Tick tock, tick tock: Extension of Time claims fall foul to strict time bars!

Nick Kallipolitis

The decision in CMA Assets Pty Ltd v John Holland Pty Ltd [No 6] [2015] WASC 217, has reinforced the position that contractors MUST comply with the terms of a contract – for example, time and notice provisions - otherwise they risk losing fundamental rights and claims available in the contract such as Extension of Time claims (EOT).

The case involved a subcontract between John Holland Pty Ltd (John Holland) and CMA Assets Pty Ltd (CMA). BHP contracted with John Holland to upgrade and extend a wharf at Finucane Island in Western Australia. John Holland in turn subcontracted demolition works of a shipping berth and underwater mooring and berthing dolphins to CMA.

In the course of undertaking the works CMA claimed that it was delayed by several factors such as the reinforcement of the berthing dolphins which wasn’t contemplated in the subcontract, delays by John Holland in moving a shiploader and delays in giving CMA access to structures it was to demolish.

CMA made variation and delay claims against John Holland however, it had failed to issue notices of delay in accordance with the strict notice requirements of the subcontract. These clauses in the contract were condition precedents to CMA being able to make an EOT claim and not doing so would see those rights lost. This is the essence of a ‘time bar’.

As CMA had not complied with the strict terms of the subcontract, the company argued that it wasn’t in a position to provide the information required by the notice requirements, a failure to give notice does not defeat a claim in its entirety, strict compliance with the subcontract was absurd and harsh, and that John Holland was already aware of the delay and no further notice was required.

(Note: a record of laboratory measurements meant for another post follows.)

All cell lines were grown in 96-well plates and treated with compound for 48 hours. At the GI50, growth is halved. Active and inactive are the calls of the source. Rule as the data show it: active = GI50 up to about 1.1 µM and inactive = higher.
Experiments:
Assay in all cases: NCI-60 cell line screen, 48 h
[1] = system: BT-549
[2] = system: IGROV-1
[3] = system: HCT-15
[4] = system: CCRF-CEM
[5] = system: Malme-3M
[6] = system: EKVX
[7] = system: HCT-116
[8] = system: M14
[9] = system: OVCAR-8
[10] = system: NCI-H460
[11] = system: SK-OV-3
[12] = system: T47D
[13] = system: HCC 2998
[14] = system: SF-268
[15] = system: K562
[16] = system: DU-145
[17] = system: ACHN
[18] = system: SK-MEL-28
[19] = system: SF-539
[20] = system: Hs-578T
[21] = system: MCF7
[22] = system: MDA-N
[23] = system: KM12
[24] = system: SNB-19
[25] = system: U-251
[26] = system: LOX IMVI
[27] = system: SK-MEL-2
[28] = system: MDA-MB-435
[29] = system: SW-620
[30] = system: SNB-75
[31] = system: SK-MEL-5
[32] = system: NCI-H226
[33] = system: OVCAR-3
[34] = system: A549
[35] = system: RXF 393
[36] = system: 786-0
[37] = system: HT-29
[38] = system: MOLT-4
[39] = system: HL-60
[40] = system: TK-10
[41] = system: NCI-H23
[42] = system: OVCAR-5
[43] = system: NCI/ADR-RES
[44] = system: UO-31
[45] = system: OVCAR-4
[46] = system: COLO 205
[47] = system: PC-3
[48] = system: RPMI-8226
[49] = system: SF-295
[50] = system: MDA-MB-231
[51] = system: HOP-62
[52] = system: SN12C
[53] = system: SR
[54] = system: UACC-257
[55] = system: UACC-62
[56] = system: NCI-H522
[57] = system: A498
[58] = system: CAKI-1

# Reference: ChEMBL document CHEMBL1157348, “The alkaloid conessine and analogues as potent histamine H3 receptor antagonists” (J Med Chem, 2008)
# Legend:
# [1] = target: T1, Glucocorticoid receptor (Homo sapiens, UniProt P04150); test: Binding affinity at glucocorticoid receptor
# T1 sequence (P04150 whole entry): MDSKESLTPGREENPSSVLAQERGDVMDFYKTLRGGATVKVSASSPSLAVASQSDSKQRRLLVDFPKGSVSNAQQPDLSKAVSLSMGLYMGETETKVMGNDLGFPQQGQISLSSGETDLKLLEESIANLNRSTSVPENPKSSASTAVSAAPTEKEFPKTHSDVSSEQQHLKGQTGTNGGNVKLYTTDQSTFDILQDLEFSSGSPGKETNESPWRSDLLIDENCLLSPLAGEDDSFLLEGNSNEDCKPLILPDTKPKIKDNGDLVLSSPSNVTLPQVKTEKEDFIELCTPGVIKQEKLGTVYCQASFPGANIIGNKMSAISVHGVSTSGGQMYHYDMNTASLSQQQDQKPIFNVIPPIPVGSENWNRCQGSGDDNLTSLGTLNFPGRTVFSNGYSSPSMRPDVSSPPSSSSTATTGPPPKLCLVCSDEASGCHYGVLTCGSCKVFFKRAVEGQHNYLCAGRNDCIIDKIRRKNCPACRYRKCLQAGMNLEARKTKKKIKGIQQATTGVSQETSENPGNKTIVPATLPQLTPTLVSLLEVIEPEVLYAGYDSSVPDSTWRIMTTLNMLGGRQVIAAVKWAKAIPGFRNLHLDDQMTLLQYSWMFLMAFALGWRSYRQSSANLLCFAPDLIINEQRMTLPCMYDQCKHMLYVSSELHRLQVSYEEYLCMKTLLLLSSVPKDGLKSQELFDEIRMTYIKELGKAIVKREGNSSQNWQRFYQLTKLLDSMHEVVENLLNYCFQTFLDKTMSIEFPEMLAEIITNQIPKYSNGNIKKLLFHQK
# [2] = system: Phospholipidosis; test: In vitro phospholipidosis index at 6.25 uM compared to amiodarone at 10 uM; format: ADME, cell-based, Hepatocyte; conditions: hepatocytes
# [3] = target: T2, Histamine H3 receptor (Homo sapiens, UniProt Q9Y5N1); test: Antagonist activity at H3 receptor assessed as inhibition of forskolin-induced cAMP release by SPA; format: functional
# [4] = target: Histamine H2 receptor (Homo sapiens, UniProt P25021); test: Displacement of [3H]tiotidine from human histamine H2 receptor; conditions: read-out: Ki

Whilst the Court accepted that CMA was delayed by John Holland, it denied its claim on the basis that CMA hadn’t complied with the notice requirements of the subcontract. The Court could not depart from a strict interpretation of the subcontract even though the application of the clauses were ‘harsh’ as otherwise it would be contradicting the wording of the contract. As the subcontract was not followed and the right to bring an EOT claim was lost, John Holland was able to deny liability. The Court also did not accept CMA’s arguments that there was a mutual departure from strict compliance as it said there was insufficient evidence to support such a claim.

Lessons Learnt

It is important that contractors comply with the time provisions of a contract they have entered into even if they consider the clauses to be ‘harsh’. The risk in not doing so is too great with the loss of otherwise potential valid claims.

It is critical that you understand the contract, keep good records to be able to provide what is required by the contract and otherwise show non-compliance by the contractor, and that you maintain adequate contract administration practices.

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